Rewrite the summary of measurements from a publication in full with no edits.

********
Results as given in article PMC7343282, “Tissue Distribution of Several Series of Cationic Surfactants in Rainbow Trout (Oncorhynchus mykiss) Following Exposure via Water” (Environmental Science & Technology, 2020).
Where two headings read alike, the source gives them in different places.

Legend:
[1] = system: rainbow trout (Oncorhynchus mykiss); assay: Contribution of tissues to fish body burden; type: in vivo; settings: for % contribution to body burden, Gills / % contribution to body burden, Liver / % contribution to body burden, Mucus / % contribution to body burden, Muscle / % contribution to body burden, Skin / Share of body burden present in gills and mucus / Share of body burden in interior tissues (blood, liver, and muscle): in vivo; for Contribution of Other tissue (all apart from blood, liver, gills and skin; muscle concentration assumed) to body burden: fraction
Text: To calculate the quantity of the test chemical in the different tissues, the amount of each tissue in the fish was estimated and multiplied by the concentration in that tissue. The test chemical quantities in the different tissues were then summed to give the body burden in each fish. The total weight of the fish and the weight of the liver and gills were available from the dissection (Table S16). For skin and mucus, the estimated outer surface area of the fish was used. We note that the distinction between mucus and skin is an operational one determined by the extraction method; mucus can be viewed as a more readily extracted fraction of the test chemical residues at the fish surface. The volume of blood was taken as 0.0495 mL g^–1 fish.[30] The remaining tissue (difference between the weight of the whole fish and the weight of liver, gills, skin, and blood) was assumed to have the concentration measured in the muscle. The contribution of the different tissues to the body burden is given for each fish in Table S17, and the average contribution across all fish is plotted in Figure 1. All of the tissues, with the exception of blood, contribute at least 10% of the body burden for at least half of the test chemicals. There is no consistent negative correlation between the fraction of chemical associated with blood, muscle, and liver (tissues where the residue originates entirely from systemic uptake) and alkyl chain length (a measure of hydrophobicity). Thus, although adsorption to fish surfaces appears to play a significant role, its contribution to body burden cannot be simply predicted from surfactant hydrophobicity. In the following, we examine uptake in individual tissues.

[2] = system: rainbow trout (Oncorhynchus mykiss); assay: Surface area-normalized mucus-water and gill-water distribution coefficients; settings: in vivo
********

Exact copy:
Results as given in article PMC7343282, “Tissue Distribution of Several Series of Cationic Surfactants in Rainbow Trout (Oncorhynchus mykiss) Following Exposure via Water” (Environmental Science & Technology, 2020).
Where two headings read alike, the source gives them in different places.

Legend:
[1] = system: rainbow trout (Oncorhynchus mykiss); assay: Contribution of tissues to fish body burden; type: in vivo; settings: for % contribution to body burden, Gills / % contribution to body burden, Liver / % contribution to body burden, Mucus / % contribution to body burden, Muscle / % contribution to body burden, Skin / Share of body burden present in gills and mucus / Share of body burden in interior tissues (blood, liver, and muscle): in vivo; for Contribution of Other tissue (all apart from blood, liver, gills and skin; muscle concentration assumed) to body burden: fraction
Text: To calculate the quantity of the test chemical in the different tissues, the amount of each tissue in the fish was estimated and multiplied by the concentration in that tissue. The test chemical quantities in the different tissues were then summed to give the body burden in each fish. The total weight of the fish and the weight of the liver and gills were available from the dissection (Table S16). For skin and mucus, the estimated outer surface area of the fish was used. We note that the distinction between mucus and skin is an operational one determined by the extraction method; mucus can be viewed as a more readily extracted fraction of the test chemical residues at the fish surface. The volume of blood was taken as 0.0495 mL g^–1 fish.[30] The remaining tissue (difference between the weight of the whole fish and the weight of liver, gills, skin, and blood) was assumed to have the concentration measured in the muscle. The contribution of the different tissues to the body burden is given for each fish in Table S17, and the average contribution across all fish is plotted in Figure 1. All of the tissues, with the exception of blood, contribute at least 10% of the body burden for at least half of the test chemicals. There is no consistent negative correlation between the fraction of chemical associated with blood, muscle, and liver (tissues where the residue originates entirely from systemic uptake) and alkyl chain length (a measure of hydrophobicity). Thus, although adsorption to fish surfaces appears to play a significant role, its contribution to body burden cannot be simply predicted from surfactant hydrophobicity. In the following, we examine uptake in individual tissues.

[2] = system: rainbow trout (Oncorhynchus mykiss); assay: Surface area-normalized mucus-water and gill-water distribution coefficients; settings: in vivo